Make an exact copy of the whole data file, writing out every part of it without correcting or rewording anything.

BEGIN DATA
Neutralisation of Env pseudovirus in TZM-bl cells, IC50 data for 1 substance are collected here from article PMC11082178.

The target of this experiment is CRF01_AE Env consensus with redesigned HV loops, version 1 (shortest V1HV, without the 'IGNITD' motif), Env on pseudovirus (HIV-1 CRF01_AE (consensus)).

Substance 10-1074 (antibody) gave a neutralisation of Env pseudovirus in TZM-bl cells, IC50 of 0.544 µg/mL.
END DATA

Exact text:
Neutralisation of Env pseudovirus in TZM-bl cells, IC50 data for 1 substance are collected here from article PMC11082178.

The target of this experiment is CRF01_AE Env consensus with redesigned HV loops, version 1 (shortest V1HV, without the 'IGNITD' motif), Env on pseudovirus (HIV-1 CRF01_AE (consensus)).

Substance 10-1074 (antibody) gave a neutralisation of Env pseudovirus in TZM-bl cells, IC50 of 0.544 µg/mL.